Chief Executive Carrie Lam has said that the controversial joint checkpoint arrangement will have a sound legal foundation – the details of which will be unveiled after the National People’s Congress has given its approval on the matter.
Speaking to the media ahead of the Executive Council meeting on Tuesday, Lam said: “If the work of the Hong Kong government does not have a strong legal basis, it will face legal challenges. I’ve also heard individuals say that, once the arrangement has been implemented, they will consider lodging a judicial review.”
Lam said that the public should not be concerned and that the local and central governments have sought a legal foundation to provide the highest economic and societal efficiency.
The mechanism will involve “leasing” land to the mainland and effectively giving up Hong Kong jurisdiction over a quarter of the terminus where immigration procedures will be performed by mainland law enforcement agents.
Lam said that after the National People’s Congress gives its approval, the government will provide comprehensive details on the legal basis and officially announce the agreement of cooperation for establishing a port at the West Kowloon Station – which was signed earlier this month between Hong Kong and Guangdong.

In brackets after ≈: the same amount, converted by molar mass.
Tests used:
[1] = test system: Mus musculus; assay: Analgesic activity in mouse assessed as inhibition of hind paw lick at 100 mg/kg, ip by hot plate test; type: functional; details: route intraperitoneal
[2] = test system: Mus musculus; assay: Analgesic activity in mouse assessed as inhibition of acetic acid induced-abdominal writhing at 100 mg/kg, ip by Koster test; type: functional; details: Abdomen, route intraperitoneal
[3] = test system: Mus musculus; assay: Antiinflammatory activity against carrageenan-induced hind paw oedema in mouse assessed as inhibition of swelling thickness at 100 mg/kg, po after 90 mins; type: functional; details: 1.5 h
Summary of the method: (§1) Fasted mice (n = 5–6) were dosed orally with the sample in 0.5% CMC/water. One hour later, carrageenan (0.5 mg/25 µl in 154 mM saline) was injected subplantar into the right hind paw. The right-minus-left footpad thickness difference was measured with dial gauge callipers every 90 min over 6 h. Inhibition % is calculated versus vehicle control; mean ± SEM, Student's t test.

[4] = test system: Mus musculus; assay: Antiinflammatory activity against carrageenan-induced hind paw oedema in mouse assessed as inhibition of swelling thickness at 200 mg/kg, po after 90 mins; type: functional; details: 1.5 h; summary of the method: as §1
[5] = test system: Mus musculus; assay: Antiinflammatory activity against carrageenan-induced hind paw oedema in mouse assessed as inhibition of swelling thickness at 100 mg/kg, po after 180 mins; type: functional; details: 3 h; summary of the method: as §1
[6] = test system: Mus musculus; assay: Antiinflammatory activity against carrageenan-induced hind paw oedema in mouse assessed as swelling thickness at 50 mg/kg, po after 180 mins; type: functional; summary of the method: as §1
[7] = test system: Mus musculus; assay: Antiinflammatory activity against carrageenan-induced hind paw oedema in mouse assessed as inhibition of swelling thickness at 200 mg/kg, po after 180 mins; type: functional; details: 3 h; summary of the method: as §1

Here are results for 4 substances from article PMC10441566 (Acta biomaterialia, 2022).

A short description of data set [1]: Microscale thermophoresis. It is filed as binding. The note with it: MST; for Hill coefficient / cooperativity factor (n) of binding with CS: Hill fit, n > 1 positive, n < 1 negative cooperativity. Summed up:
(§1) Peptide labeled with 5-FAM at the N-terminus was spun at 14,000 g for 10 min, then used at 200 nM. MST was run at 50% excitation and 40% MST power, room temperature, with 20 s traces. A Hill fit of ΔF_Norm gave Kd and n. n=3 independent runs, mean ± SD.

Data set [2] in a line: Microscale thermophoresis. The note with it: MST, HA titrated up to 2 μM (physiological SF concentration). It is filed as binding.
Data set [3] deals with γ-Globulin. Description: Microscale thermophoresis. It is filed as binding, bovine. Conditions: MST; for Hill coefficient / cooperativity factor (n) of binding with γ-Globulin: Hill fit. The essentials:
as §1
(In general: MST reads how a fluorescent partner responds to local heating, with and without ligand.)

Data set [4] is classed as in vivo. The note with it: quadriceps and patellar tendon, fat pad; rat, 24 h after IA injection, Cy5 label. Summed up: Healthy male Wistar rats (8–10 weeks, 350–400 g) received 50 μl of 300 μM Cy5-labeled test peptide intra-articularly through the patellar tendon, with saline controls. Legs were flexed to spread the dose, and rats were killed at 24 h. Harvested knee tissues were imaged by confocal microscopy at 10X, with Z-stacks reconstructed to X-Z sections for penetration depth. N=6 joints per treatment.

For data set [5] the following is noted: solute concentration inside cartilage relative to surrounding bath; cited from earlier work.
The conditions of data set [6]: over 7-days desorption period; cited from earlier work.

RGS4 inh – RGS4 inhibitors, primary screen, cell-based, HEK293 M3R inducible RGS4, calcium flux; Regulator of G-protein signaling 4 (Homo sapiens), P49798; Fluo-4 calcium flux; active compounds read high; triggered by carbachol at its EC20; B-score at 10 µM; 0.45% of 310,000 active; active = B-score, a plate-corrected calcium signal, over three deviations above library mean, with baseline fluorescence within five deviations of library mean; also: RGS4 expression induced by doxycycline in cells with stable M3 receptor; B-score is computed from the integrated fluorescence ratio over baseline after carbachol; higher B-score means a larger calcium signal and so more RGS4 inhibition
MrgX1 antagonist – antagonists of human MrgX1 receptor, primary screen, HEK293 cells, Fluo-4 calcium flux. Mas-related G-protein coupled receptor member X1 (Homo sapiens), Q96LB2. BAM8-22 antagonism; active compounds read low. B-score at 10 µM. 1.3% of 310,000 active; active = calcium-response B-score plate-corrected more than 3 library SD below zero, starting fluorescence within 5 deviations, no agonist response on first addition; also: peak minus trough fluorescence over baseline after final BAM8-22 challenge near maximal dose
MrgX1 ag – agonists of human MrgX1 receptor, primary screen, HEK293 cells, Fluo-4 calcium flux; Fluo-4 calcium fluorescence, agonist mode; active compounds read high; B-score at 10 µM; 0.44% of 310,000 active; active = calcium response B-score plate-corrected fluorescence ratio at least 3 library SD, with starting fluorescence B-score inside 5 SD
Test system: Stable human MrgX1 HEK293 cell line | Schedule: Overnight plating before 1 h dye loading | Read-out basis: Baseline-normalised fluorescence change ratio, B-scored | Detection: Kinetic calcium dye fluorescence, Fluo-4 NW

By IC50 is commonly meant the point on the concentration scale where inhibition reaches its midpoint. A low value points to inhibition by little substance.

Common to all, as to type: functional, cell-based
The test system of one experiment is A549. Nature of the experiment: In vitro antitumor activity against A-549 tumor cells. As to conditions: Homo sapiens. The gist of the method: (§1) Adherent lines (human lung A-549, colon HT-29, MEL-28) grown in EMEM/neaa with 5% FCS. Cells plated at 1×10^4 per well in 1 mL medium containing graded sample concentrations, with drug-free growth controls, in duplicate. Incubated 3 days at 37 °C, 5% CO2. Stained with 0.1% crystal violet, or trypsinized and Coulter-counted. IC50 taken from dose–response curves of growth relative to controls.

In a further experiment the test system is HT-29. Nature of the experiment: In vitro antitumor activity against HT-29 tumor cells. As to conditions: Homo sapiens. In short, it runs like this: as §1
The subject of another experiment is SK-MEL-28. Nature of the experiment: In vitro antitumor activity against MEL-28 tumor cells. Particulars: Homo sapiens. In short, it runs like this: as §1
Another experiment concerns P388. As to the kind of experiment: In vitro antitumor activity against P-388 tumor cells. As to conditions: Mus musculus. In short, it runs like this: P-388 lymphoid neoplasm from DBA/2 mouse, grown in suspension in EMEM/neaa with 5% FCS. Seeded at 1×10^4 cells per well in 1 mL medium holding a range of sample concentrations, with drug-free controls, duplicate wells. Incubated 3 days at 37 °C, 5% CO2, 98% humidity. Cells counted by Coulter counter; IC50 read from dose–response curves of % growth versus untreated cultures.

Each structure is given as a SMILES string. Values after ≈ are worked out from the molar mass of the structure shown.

“The most important thing is that the rail link is already 97 per cent completed. When you walk past West Kowloon every day, you can already see that the terminus is already in place.”
“A lot of members of the public hope that – through the joint checkpoint arrangement and the Hong Kong section of the Guangzhou-Shenzhen-Hong Kong Express Rail Link – they will be able to directly and conveniently reach many cities on the mainland as soon as possible.”
Asked about the Legislative Council’s demand that the four disqualified lawmakers return all of their salaries and operating expenses, Lam said, “This question is entirely a matter for the Legislative Council Commission,” Lam said. “I heard that the President of the Legislative Council told the public that he had sought legal advice.”
“In Hong Kong, we have to operate according to the rule of law and have to go through a due process,” she added.
On Monday, the Legislative Council Commission sent letters to the four, saying it was the duty of the LegCo to recover the funds as public money was involved.
“Long Hair” Leung Kwok-hung, Nathan Law, Lau Siu-lai and Edward Yiu will have to pay back between HK$2.7 and 3.1 million each, as they were never considered to be lawmakers. The votes they cast at the legislature, however, will remain valid.